The costs of diagnostic testing must also be understood and considered. Total costs may be high, patient out-of-pocket costs may be prohibitive, or cost-effectiveness may be unfavorable. Even relatively inexpensive tests may have poor cost-effectiveness if they produce very small health benefits. Factors adversely affecting cost-effectiveness include ordering a panel of tests when one test would suffice or option of reflex testing is available, ordering a test more frequently than necessary, ordering an inappropriate or incorrect test, ordering a duplicative test, and ordering a test for medical record documentation only. The value-based, operative question for test ordering is, “Will the test result help establish a diagnosis, affect a treatment decision, or help predict a prognosis?” If the answer is “no,” then the test is not justified. Unnecessary tests generate unnecessary labor, reagent, and equipment costs, and lead to high health care expenditures.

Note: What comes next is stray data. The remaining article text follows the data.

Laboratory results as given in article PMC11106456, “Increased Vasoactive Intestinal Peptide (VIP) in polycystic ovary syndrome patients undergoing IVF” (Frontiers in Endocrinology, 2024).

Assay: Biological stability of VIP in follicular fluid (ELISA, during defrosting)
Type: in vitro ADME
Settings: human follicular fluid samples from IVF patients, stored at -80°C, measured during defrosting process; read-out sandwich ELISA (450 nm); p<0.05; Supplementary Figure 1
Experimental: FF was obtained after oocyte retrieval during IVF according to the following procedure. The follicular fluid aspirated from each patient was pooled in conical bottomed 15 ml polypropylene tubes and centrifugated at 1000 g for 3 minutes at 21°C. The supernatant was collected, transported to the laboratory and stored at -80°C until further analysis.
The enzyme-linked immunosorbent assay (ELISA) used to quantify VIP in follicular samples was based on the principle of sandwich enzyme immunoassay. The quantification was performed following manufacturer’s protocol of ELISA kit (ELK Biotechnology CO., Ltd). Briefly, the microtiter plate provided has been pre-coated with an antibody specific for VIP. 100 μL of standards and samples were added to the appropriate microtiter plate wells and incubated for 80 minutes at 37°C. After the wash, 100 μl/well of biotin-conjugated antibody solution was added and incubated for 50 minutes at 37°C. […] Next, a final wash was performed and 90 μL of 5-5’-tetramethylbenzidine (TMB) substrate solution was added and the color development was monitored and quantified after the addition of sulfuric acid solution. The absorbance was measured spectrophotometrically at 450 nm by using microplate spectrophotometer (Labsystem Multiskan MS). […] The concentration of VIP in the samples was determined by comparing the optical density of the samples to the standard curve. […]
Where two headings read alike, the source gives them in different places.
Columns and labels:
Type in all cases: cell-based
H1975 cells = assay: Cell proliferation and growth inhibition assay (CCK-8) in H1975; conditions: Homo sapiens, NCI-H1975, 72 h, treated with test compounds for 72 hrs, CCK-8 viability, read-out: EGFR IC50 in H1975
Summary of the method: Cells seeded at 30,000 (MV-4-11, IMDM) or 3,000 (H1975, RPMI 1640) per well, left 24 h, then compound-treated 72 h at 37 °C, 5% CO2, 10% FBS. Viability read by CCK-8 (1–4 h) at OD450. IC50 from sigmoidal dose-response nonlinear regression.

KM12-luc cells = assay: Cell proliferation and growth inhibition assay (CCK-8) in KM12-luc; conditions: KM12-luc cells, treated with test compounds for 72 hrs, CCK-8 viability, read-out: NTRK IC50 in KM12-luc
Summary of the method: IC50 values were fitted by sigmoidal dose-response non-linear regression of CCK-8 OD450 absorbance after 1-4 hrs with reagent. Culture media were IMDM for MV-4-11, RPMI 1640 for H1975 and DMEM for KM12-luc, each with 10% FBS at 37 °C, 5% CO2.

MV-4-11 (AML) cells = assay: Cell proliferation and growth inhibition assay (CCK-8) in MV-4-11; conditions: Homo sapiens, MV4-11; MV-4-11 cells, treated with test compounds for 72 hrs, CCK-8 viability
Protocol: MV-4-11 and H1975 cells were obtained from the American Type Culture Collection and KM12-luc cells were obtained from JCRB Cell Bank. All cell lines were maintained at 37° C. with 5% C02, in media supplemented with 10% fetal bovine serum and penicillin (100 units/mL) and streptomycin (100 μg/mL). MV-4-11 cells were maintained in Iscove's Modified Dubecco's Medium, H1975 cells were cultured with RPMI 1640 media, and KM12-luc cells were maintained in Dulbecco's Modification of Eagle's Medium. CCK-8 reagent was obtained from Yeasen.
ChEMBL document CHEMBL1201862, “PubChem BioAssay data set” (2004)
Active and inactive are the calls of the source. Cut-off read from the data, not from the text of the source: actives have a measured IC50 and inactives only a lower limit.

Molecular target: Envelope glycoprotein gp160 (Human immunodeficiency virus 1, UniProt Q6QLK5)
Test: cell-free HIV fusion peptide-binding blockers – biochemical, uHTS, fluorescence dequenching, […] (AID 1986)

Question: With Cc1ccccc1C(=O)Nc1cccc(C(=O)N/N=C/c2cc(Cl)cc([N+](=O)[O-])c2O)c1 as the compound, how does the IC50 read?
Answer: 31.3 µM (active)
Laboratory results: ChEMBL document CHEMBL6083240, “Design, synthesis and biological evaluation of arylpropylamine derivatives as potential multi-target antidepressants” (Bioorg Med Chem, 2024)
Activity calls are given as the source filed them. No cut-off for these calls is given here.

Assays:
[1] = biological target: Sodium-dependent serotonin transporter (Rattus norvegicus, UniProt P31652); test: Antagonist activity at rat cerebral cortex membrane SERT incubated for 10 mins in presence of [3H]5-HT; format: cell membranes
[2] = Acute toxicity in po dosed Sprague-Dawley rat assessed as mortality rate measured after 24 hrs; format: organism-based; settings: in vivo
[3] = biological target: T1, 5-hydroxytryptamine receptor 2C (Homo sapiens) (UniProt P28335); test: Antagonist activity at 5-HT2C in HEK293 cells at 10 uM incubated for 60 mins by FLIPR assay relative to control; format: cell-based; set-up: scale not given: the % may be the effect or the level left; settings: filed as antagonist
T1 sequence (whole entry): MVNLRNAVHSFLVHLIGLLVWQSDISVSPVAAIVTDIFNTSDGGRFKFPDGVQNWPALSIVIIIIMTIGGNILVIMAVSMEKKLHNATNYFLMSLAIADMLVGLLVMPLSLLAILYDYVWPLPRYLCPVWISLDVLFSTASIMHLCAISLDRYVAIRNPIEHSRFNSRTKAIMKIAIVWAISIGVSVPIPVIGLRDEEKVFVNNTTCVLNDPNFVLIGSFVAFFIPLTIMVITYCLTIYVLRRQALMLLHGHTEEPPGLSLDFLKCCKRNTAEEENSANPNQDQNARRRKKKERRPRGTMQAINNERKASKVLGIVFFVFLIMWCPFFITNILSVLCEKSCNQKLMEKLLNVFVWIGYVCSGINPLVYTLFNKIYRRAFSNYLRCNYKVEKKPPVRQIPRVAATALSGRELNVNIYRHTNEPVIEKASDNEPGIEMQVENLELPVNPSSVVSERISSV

Molecular and genetic testing is readily available, and high-throughput DNA sequencing technology and cell-free DNA “liquid biopsy” for cancer testing are increasingly being applied in the clinical diagnostic realm. However, their cost-effectiveness and health outcome benefits need to be carefully examined. Determining when and how to incorporate genetic and molecular testing into practice in a cost-effective manner is often complicated but critical. Diagnostic genetic testing based on symptoms (eg, testing for fragile X in a boy with mental retardation) differs from predictive genetic testing (eg, evaluating a healthy person with a family history of Huntington disease) and from predisposition genetic testing, which may indicate relative susceptibility to certain hereditary conditions or response to certain drug treatment (eg, BRCA1/BRCA2 or HER2 testing for breast cancer). The outcome benefits of many new pharmacogenetic tests have not yet been established by prospective clinical studies; eg, there is insufficient evidence that genotypic testing for warfarin dosing leads to outcomes that are superior to those using conventional dosing algorithms, in terms of reduction of out-of-range international normalized ratios (INRs). Other testing (eg, testing for inherited causes of thrombophilia, such as factor V Leiden, prothrombin gene mutations, etc) has only limited value for managing patients, since knowing whether a patient has inherited thrombophilia generally does not change the intensity or duration of anticoagulation treatment. Hereditary disease testing, carrier testing (eg, for cystic fibrosis), and prenatal fetal testing (eg, for Down syndrome) often require counseling of patients so that there is adequate understanding of the clinical, social, ethical, and sometimes legal impact of the results.